A programme aimed at increasing the safety of 16 to 20-year-olds by changing their attitudes to driving has been recognised with a Prince Michael International Road Safety Award (PMIRSA).
The Derby and Derbyshire Road Safety Partnership’s* Young Driver Education Programme (YDEP) – which was founded in 2007 and has been fully evaluated by RoSPA – involves delivering workshops through schools.
On average, 1,600 students from 36 of Derbyshire’s 45 secondary schools and colleges take part each year, with a record 2,350 students participating in 2015.
Issues covered during the workshops include speed, drink and drug driving, aggressive driving and distractions which affect driving. Emergency service personnel also talk about their experiences of dealing with the after-effects of collisions.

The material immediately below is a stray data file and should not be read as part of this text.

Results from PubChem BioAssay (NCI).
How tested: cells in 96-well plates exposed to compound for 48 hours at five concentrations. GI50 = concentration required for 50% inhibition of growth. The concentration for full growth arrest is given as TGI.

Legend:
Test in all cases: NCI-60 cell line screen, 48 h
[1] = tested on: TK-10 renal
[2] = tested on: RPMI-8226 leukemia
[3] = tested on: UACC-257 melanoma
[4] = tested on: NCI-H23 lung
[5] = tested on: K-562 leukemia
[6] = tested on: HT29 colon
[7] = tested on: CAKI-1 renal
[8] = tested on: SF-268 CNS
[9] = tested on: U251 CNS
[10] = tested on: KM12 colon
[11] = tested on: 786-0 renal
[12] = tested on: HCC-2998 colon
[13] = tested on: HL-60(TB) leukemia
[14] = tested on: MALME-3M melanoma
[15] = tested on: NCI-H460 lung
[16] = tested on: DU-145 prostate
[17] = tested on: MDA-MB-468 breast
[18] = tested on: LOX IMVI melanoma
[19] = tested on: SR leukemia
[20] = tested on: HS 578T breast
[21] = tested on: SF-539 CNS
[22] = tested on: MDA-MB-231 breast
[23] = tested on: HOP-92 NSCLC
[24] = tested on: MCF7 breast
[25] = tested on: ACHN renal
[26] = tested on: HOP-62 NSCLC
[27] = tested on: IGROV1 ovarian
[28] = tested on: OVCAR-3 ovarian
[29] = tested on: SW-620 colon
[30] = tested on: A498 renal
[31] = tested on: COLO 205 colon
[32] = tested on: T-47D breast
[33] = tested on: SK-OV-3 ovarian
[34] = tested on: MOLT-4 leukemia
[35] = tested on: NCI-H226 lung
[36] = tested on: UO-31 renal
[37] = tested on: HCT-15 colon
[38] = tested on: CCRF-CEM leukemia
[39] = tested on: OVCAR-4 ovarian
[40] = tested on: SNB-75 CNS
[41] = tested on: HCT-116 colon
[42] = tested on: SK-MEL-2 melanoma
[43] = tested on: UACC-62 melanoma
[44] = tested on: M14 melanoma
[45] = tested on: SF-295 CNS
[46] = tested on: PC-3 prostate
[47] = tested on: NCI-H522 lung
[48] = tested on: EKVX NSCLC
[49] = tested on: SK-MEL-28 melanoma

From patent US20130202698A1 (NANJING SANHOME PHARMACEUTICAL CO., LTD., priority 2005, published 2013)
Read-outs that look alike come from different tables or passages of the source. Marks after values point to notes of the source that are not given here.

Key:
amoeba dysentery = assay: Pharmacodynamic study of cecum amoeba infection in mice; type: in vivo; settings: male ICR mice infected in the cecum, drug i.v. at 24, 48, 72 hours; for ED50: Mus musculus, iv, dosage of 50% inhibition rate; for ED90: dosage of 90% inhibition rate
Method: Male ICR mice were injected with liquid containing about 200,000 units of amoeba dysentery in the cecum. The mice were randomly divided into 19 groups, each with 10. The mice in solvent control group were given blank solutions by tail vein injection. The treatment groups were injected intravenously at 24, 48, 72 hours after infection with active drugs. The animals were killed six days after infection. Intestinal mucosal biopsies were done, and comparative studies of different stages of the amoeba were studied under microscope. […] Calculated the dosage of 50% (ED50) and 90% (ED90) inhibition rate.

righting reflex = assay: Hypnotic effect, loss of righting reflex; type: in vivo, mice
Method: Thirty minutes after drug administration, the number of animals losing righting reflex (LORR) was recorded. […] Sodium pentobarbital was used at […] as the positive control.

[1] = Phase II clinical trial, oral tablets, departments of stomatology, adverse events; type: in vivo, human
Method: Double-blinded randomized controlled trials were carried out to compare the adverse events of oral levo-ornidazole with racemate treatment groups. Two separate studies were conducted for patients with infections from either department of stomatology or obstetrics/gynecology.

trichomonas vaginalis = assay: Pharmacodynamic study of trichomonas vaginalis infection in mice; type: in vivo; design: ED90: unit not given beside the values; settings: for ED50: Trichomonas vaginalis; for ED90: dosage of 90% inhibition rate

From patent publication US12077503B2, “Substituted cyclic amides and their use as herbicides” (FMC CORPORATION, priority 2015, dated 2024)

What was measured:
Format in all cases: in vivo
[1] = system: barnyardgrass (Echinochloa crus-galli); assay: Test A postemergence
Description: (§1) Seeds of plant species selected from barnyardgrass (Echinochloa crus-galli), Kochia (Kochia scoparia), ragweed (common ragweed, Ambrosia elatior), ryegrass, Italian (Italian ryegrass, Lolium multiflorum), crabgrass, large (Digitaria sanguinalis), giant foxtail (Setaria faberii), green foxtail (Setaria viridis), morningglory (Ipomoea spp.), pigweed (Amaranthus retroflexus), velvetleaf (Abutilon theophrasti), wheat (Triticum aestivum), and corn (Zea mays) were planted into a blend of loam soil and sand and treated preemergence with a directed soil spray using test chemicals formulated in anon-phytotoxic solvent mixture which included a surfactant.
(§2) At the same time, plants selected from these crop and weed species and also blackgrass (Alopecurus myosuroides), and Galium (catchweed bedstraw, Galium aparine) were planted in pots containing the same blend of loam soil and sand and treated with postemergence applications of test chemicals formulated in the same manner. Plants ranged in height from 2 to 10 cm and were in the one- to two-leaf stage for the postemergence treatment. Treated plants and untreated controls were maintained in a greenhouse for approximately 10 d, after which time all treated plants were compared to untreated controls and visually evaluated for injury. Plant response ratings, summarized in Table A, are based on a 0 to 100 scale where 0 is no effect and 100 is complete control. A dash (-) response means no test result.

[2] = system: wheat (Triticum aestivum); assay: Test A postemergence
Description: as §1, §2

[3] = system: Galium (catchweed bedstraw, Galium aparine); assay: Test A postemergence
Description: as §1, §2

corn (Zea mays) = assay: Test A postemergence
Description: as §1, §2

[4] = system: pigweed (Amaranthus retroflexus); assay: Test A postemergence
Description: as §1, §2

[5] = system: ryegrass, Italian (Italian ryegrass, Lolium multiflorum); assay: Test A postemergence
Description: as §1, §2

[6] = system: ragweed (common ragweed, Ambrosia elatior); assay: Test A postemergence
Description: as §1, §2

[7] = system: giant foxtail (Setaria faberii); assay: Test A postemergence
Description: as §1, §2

In Derbyshire, before the initiative began in 2007, there were 635 reported injuries and 10 deaths among young drivers. By 2014 this had fallen to 331 injuries and one death. Latest figures reported in the partnership’s 2016 annual report show that the number of young car drivers killed or seriously injured fell from 37 in 2014 to 24 in 2015.
Established in 1987 and managed by RoadSafe, the Prince Michael Awards recognise outstanding road safety achievement and innovation worldwide.
Councillor Dean Collins, Derbyshire County Council, said: This award is testament to the ongoing commitment over a number of years of our staff and colleagues in the police and fire service to encourage young people to adopt safe driving practices for life.
"While one accident is one too many, it is clear that the downward trend over many decades in the number of casualties is down to a range of initiatives, including education programmes like these, for which we have proudly been acknowledged at the highest level."
*The Derby and Derbyshire Road Safety Partnership comprises Derbyshire County Council, Derbyshire Fire and Rescue Service and Derbyshire Constabulary.